Vancouver Canucks v San Jose Sharks - Game Four

San Jose Sharks deny playoff demons heading into Game 5

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When you put some of the San Jose Sharks’ playoff disappointments in context, it makes them a little easier to understand. As Tim Panaccio pointed out, the Sharks lost to the eventual Western Conference champion in five of their last seven postseason exits.

There’s no doubt that it is embarrassing to get swept, but the Sharks suffered that fate thanks to the Chicago Blackhawks, the eventual Stanley Cup champions in 2010. Sure, they lost a first round series when they were the first seed and the Anaheim Ducks were the eighth seed in 2009, but let’s not forget that the Ducks still had many of the pieces of a Stanley Cup championship team. (Not to mention Jonas Hiller’s sterling play in his breakout playoffs.) Really, the strongest argument for “choking” might have been the Sharks losing to the Edmonton Oilers in 2006 after building a 2-0 series lead. Even in that case, they lost to a team that fell one win short of winning a Cup during that year.

Yes, the Sharks have had some disappointments, but they seem to be the victim of other people’s expectations and tough playoff matchups more than anything else. Critics dismiss the jarring difficulty of getting through the Western Conference playoffs too easily. After all, only the Detroit Red Wings and Ducks made two or more Stanley Cup finals appearances since 2000.

With these factors in mind, it’s understandable that players and coaches might get a bit annoyed by the stream of questions about “demons” and “curses.” As usual, head coach Todd McLellan had something interesting to say about all the demon talk.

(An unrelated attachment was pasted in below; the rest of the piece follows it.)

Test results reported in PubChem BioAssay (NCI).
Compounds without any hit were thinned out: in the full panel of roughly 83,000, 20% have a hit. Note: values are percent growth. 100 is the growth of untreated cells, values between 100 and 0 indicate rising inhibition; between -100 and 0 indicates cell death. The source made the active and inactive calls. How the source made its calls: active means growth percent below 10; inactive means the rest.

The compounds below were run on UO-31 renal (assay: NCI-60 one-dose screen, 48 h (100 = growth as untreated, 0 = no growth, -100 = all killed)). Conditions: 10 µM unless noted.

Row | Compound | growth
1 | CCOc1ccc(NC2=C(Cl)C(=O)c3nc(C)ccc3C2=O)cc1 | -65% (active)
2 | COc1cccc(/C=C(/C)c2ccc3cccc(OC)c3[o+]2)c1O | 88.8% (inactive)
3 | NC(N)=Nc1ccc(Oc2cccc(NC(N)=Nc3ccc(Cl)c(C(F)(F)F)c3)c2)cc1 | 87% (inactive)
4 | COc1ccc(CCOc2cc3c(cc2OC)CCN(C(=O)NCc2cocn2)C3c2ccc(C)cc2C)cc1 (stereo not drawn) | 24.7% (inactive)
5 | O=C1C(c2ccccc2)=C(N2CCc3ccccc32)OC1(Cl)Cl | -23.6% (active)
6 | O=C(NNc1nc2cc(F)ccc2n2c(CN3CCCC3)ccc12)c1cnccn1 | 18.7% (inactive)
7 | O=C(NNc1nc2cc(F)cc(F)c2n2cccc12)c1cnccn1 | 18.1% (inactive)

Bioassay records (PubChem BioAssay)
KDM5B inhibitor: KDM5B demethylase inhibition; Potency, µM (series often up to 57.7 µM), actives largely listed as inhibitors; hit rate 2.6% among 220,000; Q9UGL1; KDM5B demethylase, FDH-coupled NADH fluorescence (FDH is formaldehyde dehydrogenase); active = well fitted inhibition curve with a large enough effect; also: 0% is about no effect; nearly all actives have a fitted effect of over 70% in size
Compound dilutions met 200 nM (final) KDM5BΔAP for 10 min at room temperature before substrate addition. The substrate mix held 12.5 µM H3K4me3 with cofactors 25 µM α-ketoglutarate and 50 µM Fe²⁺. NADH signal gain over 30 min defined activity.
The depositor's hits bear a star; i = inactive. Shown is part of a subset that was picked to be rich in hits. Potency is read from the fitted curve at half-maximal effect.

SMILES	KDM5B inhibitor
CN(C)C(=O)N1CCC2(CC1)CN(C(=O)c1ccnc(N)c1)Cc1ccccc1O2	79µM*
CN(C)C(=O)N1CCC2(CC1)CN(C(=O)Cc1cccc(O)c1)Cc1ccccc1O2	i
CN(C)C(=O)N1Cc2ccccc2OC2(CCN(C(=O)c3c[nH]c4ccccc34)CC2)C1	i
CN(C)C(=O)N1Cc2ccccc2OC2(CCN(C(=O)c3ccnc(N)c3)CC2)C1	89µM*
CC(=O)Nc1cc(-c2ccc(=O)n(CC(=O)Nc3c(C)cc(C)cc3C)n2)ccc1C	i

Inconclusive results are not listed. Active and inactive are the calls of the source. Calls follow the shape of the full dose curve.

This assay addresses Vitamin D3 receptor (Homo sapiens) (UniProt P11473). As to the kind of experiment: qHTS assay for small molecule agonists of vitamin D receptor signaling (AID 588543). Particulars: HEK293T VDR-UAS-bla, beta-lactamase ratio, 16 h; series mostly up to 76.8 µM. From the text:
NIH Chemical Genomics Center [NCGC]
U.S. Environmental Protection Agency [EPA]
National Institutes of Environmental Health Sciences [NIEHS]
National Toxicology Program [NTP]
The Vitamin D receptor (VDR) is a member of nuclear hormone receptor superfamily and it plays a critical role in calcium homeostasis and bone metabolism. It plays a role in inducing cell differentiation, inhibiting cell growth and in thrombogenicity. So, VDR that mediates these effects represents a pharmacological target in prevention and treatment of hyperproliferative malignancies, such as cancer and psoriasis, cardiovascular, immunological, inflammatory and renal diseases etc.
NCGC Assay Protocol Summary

“You guys think we have demons,” McLellan responded. “They don’t exist in our world. We’ve had a lot of success as an organization and as a franchise. We can keep referring back to the Conference Finals in 2004, say that we had an eight-game losing streak. I think some of you wrote that. I don’t know what the hell 2004 has to do with 2011.

“I don’t think we have demons. We have a team that’s worked extremely hard to get to the Conference Finals. We’ve had a team that’s faced a lot of adversity, external adversity.

“The only people we answer to are ourselves in that locker room. We don’t answer to the media. We answer to our fans somewhat here at home. We owe them an effort. We owe them a commitment level second to none. But that’s it.”

Deep down, the Sharks’ biggest demons are the Vancouver Canucks. The Sharks must find a way to beat the best team from the 2010-11 season three times in a row or they’ll open themselves up to another round of the same line of questions next year. Regardless of how well Joe Thornton and other often-criticized members of the team play, they probably won’t hear the end of those jabs unless they win a Stanley Cup.

That would be a devil of a challenge this time around.

Nielsen admits there were ‘some butterflies’ in return to Brooklyn to face Islanders

NEW YORK, NY - DECEMBER 04:  Nick Leddy #2 of the New York Islanders checks Frans Nielsen #51 of the Detroit Red Wings during the first period at the Barclays Center on December 4, 2016 in the Brooklyn borough of New York City.  (Photo by Bruce Bennett/Getty Images)
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NEW YORK (AP) Frans Nielsen admitted he’ll have “some butterflies” when he faces the New York Islanders for the first time since leaving for Detroit as a free agent last summer.

“For sure it’s not going to be just another game,” Nielsen said Sunday about three hours before the Red Wings faced the Islanders at Barclays Center. “There’s going to be some butterflies for me and some nerves. Hopefully it just gonna take a couple of shifts and I can relax and play my game.”

The 32-year-old Danish center was drafted by the Islanders in the third round of the 2002 draft, No. 87 overall, and had 119 goals and 230 assists over 10 seasons in New York before signing a six-year, $31.5-milion deal with Detroit.

Nielsen, one of three players to leave the Islanders in free agency along with Matt Martin (Toronto) and Kyle Okposo (Buffalo), says he wasn’t looking to go elsewhere, but began exploring other options when talks with the Islanders stalled.

“It wasn’t an easy decision,” he said. “I don’t have anything bad to say about anything here. It dragged out for some reason and got to a point where I got a chance to talk to other teams and kind of realized it might be fun to get a new challenge and try something new.”

So what does he cherish most about his time in New York?